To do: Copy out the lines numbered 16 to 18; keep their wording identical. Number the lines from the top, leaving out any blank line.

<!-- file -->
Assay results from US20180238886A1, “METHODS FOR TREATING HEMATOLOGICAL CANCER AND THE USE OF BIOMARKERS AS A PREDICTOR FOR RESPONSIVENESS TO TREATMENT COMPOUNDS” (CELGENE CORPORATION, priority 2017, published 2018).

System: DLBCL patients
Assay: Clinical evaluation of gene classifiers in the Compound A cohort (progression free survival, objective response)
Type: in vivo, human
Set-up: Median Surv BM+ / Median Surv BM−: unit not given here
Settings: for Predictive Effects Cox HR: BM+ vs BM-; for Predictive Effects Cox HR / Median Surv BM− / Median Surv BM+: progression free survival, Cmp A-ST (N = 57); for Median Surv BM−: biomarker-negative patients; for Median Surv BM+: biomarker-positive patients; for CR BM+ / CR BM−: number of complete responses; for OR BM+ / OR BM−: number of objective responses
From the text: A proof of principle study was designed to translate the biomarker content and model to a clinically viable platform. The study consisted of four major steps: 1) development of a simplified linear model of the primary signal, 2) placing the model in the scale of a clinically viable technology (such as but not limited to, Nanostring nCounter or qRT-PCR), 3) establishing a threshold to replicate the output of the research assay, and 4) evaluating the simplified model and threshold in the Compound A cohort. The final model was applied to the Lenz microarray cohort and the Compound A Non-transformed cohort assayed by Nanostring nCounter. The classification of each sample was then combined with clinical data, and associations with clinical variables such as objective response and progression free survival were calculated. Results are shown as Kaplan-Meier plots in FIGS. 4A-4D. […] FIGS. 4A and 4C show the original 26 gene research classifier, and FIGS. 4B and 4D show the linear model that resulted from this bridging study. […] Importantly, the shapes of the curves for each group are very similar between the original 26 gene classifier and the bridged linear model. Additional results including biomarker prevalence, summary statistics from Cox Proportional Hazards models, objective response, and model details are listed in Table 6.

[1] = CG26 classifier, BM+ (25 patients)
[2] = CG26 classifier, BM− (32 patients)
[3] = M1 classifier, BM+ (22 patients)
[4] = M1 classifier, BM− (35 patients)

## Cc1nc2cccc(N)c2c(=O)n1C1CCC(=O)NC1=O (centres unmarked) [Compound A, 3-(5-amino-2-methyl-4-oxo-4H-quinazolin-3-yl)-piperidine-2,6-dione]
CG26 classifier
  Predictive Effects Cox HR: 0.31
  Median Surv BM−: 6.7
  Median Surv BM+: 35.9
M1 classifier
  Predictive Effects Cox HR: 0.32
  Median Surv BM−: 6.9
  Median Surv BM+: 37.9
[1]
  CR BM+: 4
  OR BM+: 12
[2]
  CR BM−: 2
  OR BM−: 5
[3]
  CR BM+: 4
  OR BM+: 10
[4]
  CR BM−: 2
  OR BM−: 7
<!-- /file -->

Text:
  Median Surv BM+: 35.9
M1 classifier
  Predictive Effects Cox HR: 0.32